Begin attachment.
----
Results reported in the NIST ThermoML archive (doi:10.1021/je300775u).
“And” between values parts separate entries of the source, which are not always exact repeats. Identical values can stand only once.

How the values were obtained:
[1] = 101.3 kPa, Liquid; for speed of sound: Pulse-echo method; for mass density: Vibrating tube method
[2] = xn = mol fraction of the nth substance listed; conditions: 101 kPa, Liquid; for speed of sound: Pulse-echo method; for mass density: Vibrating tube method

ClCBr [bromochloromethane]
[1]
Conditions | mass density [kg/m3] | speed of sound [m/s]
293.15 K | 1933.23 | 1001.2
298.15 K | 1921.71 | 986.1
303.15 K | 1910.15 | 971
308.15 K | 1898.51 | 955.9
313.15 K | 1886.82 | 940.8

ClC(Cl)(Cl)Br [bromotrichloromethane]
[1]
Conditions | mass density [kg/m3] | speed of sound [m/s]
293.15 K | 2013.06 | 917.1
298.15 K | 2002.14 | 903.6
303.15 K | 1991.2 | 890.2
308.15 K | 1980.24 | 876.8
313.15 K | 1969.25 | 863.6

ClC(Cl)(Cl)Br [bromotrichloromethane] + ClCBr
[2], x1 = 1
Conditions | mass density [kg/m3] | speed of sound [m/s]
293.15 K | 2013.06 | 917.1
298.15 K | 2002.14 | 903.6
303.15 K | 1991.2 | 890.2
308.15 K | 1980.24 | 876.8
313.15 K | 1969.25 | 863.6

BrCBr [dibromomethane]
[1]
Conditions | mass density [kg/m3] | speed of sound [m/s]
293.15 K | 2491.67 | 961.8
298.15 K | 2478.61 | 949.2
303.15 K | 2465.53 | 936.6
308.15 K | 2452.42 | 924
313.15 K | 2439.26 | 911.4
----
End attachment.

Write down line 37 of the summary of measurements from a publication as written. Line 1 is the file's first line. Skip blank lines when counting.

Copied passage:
313.15 K | 2439.26 | 911.4